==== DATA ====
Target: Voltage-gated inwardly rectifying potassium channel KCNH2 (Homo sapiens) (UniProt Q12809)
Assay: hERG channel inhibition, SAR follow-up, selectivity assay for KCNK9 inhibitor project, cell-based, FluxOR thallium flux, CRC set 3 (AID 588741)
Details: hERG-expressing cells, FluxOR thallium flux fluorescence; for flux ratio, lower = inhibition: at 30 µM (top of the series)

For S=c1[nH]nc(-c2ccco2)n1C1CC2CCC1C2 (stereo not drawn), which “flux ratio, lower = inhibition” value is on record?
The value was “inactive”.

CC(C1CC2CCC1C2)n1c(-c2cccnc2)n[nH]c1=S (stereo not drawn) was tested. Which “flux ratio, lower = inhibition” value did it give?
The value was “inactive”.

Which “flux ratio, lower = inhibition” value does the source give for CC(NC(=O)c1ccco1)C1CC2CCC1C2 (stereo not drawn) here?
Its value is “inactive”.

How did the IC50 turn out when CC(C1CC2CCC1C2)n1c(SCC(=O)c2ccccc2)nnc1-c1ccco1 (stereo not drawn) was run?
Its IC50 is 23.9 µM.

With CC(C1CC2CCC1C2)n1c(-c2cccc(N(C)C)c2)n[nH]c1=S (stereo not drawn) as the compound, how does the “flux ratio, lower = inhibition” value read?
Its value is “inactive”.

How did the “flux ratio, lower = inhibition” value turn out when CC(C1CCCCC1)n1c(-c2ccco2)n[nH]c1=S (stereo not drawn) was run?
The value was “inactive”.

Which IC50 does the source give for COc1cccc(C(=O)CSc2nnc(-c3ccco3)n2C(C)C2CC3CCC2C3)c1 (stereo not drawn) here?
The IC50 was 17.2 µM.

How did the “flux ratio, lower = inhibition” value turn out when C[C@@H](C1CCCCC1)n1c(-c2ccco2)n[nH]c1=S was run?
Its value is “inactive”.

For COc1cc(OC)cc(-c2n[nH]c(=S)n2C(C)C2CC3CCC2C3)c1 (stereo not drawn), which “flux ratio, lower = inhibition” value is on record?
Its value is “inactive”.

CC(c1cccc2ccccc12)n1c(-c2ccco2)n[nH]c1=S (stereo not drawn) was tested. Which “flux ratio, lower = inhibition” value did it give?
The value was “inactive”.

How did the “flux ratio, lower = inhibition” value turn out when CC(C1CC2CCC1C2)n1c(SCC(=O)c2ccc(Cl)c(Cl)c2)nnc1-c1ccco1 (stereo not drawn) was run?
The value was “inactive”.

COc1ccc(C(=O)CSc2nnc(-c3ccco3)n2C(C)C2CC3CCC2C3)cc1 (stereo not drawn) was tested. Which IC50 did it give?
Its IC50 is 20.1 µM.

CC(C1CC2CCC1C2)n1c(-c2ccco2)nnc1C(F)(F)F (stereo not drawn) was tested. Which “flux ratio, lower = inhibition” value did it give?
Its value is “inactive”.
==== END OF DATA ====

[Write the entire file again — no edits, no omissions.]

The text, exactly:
Target: Voltage-gated inwardly rectifying potassium channel KCNH2 (Homo sapiens) (UniProt Q12809)
Assay: hERG channel inhibition, SAR follow-up, selectivity assay for KCNK9 inhibitor project, cell-based, FluxOR thallium flux, CRC set 3 (AID 588741)
Details: hERG-expressing cells, FluxOR thallium flux fluorescence; for flux ratio, lower = inhibition: at 30 µM (top of the series)

For S=c1[nH]nc(-c2ccco2)n1C1CC2CCC1C2 (stereo not drawn), which “flux ratio, lower = inhibition” value is on record?
The value was “inactive”.

CC(C1CC2CCC1C2)n1c(-c2cccnc2)n[nH]c1=S (stereo not drawn) was tested. Which “flux ratio, lower = inhibition” value did it give?
The value was “inactive”.

Which “flux ratio, lower = inhibition” value does the source give for CC(NC(=O)c1ccco1)C1CC2CCC1C2 (stereo not drawn) here?
Its value is “inactive”.

How did the IC50 turn out when CC(C1CC2CCC1C2)n1c(SCC(=O)c2ccccc2)nnc1-c1ccco1 (stereo not drawn) was run?
Its IC50 is 23.9 µM.

With CC(C1CC2CCC1C2)n1c(-c2cccc(N(C)C)c2)n[nH]c1=S (stereo not drawn) as the compound, how does the “flux ratio, lower = inhibition” value read?
Its value is “inactive”.

How did the “flux ratio, lower = inhibition” value turn out when CC(C1CCCCC1)n1c(-c2ccco2)n[nH]c1=S (stereo not drawn) was run?
The value was “inactive”.

Which IC50 does the source give for COc1cccc(C(=O)CSc2nnc(-c3ccco3)n2C(C)C2CC3CCC2C3)c1 (stereo not drawn) here?
The IC50 was 17.2 µM.

How did the “flux ratio, lower = inhibition” value turn out when C[C@@H](C1CCCCC1)n1c(-c2ccco2)n[nH]c1=S was run?
Its value is “inactive”.

For COc1cc(OC)cc(-c2n[nH]c(=S)n2C(C)C2CC3CCC2C3)c1 (stereo not drawn), which “flux ratio, lower = inhibition” value is on record?
Its value is “inactive”.

CC(c1cccc2ccccc12)n1c(-c2ccco2)n[nH]c1=S (stereo not drawn) was tested. Which “flux ratio, lower = inhibition” value did it give?
The value was “inactive”.

How did the “flux ratio, lower = inhibition” value turn out when CC(C1CC2CCC1C2)n1c(SCC(=O)c2ccc(Cl)c(Cl)c2)nnc1-c1ccco1 (stereo not drawn) was run?
The value was “inactive”.

COc1ccc(C(=O)CSc2nnc(-c3ccco3)n2C(C)C2CC3CCC2C3)cc1 (stereo not drawn) was tested. Which IC50 did it give?
Its IC50 is 20.1 µM.

CC(C1CC2CCC1C2)n1c(-c2ccco2)nnc1C(F)(F)F (stereo not drawn) was tested. Which “flux ratio, lower = inhibition” value did it give?
Its value is “inactive”.